I got stuck between two moving buses. I remember not how frightened I was, whether my memories came flashing in my mind, or whether I prayed for my life. But I remember how I felt the pain and how one of the bus kept pressing me mercilessly. I remember that I screamed a lot, loudly. I did not decide to scream. I did not think. It was done… instinctively. There was no comprehensible word coming out from my mouth. Not a “no”, “stop”, or “help”. It was a long vowel of “a” and my mind went blank, but remain conscious. I was far from being intelligent in that moment. I was dumbfounded.
But the bus driver eventually realized that someone was stuck. I lived to tell the tale. My right hand still hurts but nothing seems serious.
I wonder, will love results in similar dumbfoundedness?
I finally managed to watch special episode of Dating: What’s It Like To Be In Love? (Deto – Koi to wa Donna Mono Kashira), one of my most favorite J-drama. The special episode, titled Natsu Hito, or roughly translated as “summer man” (maybe XD), shown the life of NEET hero Takumi Taniguchi, and the stern heroine Yoriko Yabushita after the final episode of the season in which they decided that they are meant for each other. I do not think I will share the full synopsis of the episode here, but I will share the main theme; jealousy. What will happen if there is a suspected third person in a relationship? What if that third person captured the heart of your loved one, but no sexual intercourse involved? Is it still categorized as an affair? How will you react?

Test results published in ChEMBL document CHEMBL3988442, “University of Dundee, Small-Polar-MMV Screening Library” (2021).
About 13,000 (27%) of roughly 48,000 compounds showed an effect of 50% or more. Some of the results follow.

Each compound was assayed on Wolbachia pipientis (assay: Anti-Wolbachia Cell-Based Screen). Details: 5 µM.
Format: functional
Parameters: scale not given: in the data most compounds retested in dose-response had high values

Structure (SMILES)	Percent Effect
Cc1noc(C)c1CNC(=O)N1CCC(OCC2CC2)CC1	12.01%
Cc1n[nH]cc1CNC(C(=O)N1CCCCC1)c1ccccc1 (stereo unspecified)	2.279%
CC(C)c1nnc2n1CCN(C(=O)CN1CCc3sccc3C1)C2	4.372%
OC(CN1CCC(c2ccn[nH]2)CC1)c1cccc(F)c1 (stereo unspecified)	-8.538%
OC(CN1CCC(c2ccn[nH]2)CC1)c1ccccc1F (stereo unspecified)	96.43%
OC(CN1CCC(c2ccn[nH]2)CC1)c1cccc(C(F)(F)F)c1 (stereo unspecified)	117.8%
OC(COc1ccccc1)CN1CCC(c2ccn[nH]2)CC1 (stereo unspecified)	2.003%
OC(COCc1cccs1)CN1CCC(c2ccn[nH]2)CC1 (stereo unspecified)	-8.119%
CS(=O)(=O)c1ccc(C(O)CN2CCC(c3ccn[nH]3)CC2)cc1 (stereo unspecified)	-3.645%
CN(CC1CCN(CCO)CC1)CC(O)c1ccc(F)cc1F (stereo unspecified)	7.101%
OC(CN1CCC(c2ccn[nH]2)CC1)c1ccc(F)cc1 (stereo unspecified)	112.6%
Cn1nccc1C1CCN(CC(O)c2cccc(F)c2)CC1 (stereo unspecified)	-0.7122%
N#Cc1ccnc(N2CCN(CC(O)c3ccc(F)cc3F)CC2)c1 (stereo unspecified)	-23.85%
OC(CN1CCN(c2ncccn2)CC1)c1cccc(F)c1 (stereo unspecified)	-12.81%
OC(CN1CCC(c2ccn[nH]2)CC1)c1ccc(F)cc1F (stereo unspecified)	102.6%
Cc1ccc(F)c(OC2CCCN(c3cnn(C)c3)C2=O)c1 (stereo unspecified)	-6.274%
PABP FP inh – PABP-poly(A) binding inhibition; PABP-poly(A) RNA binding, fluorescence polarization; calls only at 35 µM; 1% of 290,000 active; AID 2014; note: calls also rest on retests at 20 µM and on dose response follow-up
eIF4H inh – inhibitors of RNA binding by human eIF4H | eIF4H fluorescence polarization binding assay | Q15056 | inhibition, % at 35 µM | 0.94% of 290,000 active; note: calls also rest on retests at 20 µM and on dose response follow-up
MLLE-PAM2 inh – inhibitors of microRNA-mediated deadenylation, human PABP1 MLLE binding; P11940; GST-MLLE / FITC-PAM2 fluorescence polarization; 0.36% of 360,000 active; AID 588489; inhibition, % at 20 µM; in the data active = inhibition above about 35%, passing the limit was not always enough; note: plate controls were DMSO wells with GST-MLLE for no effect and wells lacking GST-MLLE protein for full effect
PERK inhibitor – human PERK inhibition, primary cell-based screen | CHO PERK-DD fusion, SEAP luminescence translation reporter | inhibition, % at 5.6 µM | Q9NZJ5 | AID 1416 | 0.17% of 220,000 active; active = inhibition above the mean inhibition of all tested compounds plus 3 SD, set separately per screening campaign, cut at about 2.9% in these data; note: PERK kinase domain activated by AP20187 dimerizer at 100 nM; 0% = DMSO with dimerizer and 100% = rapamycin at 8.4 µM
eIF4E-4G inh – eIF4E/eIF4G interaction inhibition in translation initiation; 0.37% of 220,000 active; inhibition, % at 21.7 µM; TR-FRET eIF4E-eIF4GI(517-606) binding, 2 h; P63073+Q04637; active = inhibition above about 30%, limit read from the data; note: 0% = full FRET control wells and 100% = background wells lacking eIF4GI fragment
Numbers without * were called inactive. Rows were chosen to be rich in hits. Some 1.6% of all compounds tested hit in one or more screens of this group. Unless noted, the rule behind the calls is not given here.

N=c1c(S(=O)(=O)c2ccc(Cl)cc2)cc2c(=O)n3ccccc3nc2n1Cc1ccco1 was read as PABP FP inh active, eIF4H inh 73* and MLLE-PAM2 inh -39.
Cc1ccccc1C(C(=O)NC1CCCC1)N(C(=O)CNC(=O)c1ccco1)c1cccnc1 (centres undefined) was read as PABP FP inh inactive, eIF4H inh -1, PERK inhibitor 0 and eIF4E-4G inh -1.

The most memorable moment in this episode for me is the part when Takumi and Yoriko were lost in the forest and decided to rest in an abandoned hut. After coming clean about their feelings, Takumi talked about the translation of “I love you” into Japanese: “the moon is beautiful, isn’t it? (tsuki ga kirei desune)”. He elaborated how the translation was made by Natsume Soseki when someone asked him about the translation of “I love you” in Japanese. Natsume explained to that person that expressing feeling of love directly to the object of affection is not compatible with Japanese culture and so it is better to express it indirectly by admiring the beauty of the moon, which might be figurative, but still understandable and eloquent. Takumi then repeatedly told Yoriko that “the moon is beautiful”.
What a romantic scene! Totally in different level with most romantic scenes is contemporary dramas.
Next time you tried to confess your love, try “the moon in beautiful”, look at the face of your partner who is likely to be ignorant of the gravity of your words, and breathe in that glorious atmosphere in the air: your partner is dumber than you, at least about Natsume Soseki and J-Drama.